Trees of the Himalayas

I had little time to prepare for our trip to the Himalayas. I worried about whether I should pack Pradip Krishen’s field guide to the trees of Delhi, but then decided against it; after all most of this book dealt with trees of the plains. There are excellent guides to the birds of India, one for butterflies, ancient ones for other animal orders, and certainly nothing for the trees of the Himalayas. One of the few useful resources I came across was an excellent blog post on the trees of Shimla.

The quick field guide which I made for myself can be useful on future trips. There is such an incredible variety of trees across the Himalayas that anyone could spend a lifetime studying them. The little part which is captured in this small list served me as landmarks to orient myself by.

Name altitude characteristics
Deodar
(Cedrus deodara)
Himalayan cedar
1700-2750 meters
across Himalayas
conifer, 40-50 meters tall, 10 meters girth, generally grows on northern slopes
search
Rai
(Picea smithiana)
spruce
2250-2750 meters
Western Himalayas
conifer, 40-55 meters tall, 3 meters girth, higher branches are upward pointing, really long needles, generally grows on northern slopes
search
Rau
(Abies pindrow)
silver fir
2500-3700 meters
Western Himalayas
40-60 meters tall, 7 meters girth, gray-brown furrowed bark, overall conical shape with level branches, needles have a white streak on the underside, dark purple erect cones, generally grows on northern slopes
search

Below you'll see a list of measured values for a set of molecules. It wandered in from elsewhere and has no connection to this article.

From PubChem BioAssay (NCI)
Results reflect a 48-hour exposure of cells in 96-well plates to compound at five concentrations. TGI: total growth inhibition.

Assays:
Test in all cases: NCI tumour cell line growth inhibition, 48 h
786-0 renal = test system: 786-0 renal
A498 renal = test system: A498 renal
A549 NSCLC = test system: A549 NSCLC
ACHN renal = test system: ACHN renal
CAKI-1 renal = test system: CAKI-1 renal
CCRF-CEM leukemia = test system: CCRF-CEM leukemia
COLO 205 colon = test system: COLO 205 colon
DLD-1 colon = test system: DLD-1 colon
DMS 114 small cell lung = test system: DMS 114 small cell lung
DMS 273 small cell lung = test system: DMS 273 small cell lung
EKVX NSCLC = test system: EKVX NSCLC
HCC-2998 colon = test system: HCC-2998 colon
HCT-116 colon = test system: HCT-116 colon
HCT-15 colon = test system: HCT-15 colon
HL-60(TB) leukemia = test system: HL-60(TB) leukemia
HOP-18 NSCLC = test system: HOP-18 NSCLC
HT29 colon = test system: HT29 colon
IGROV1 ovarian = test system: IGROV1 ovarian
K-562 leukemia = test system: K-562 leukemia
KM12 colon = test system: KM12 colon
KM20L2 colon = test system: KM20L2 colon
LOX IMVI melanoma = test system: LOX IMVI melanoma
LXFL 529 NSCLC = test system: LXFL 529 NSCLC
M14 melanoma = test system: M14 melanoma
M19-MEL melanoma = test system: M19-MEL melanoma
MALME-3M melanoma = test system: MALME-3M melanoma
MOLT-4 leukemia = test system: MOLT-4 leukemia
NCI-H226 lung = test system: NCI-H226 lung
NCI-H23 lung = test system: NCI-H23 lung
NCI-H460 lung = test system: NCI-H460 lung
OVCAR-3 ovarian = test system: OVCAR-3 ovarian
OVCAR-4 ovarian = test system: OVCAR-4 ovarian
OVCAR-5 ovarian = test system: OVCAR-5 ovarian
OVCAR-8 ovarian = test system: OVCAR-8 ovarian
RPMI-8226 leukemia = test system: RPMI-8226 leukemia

Chir
(Pinus roxburghii)
Himalayan pine
500-2000 meters
across Himalayas
heavy cone, 40-50 meters tall, 6 meters girth, rough bark, needles are arranged in bundles of three, prefers southern slopes
search
Kail
(Pinus wallachiana)
blue pine
1800-4300 meters
across Himalayas
long cone, 30-50 meters tall, needles are arranged in bundles of five, bluish in colour, generally grows on northern slopes
search
Banj
(Quercus leucotrichophora)
Himalayan white oak
1500-2400 meters
Western and central Himalayas
15-25 meters tall, twisted gnarled trunk, rounded canopy, underside of leaves is white and hairy, acorns edible
search
Moru
(Quercus floribunda)
(also Quercus dilatata)
Himalayan green oak
1700-2700 meters
Western Himalayas
25-30 meters tall, 6-9 meters girth, straight trunk with dark reddish brown bark, leaves 4-6 cms long and green on both sides
search
Kharsu
(Quercus semiscarpifolia)
Himalayan brown oak
2800-3250 meters
Western Himalayas
25-30 meters tall, 4.5 meters girth, straight trunk with domed crown, dark grey bark broken into small plates, 2.5-10 cm long leaves, with brown underside
search
Phaliyant
(Quercus glauca)
ring-cupped oak
also Japanese oak
widespread 15-20 meters tall, straight trunk with domed crown, dark brown furrowed bark, leaves purple red when new, powdery blue-green underside when older
search
Bras
diverse genus
rhododendron
1500-3000 meters
across Himalayas
shrubs and small trees, glossy leaves, sometimes with a scaly underside, bright flowers
search

Author: I. J. Khanewala

I travel on work. When that gets too tiring then I relax by travelling for holidays. The holidays are pretty hectic, so I need to unwind by getting back home. But that means work.

5 thoughts on “Trees of the Himalayas”

Leave a Reply

Fill in your details below or click an icon to log in:

WordPress.com Logo

You are commenting using your WordPress.com account. Log Out /  Change )

Google photo

You are commenting using your Google account. Log Out /  Change )

Twitter picture

You are commenting using your Twitter account. Log Out /  Change )

Facebook photo

You are commenting using your Facebook account. Log Out /  Change )

Connecting to %s

This site uses Akismet to reduce spam. Learn how your comment data is processed.